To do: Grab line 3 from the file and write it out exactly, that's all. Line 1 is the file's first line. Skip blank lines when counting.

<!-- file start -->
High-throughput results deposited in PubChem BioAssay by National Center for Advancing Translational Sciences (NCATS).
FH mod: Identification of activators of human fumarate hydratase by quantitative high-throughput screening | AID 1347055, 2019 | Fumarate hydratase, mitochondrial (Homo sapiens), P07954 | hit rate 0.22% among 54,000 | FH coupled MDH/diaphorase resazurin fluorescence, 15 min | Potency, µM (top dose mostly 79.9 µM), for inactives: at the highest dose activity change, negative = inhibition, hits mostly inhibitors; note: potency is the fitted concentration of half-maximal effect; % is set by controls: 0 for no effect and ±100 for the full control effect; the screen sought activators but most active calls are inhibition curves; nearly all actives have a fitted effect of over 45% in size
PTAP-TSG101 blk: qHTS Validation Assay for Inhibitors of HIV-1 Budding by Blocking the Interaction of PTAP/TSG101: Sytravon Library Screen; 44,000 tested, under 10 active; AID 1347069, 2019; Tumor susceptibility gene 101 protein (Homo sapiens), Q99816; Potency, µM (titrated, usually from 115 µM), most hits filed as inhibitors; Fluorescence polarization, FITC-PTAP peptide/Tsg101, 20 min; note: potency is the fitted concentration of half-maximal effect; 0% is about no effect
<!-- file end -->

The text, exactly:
PTAP-TSG101 blk: qHTS Validation Assay for Inhibitors of HIV-1 Budding by Blocking the Interaction of PTAP/TSG101: Sytravon Library Screen; 44,000 tested, under 10 active; AID 1347069, 2019; Tumor susceptibility gene 101 protein (Homo sapiens), Q99816; Potency, µM (titrated, usually from 115 µM), most hits filed as inhibitors; Fluorescence polarization, FITC-PTAP peptide/Tsg101, 20 min; note: potency is the fitted concentration of half-maximal effect; 0% is about no effect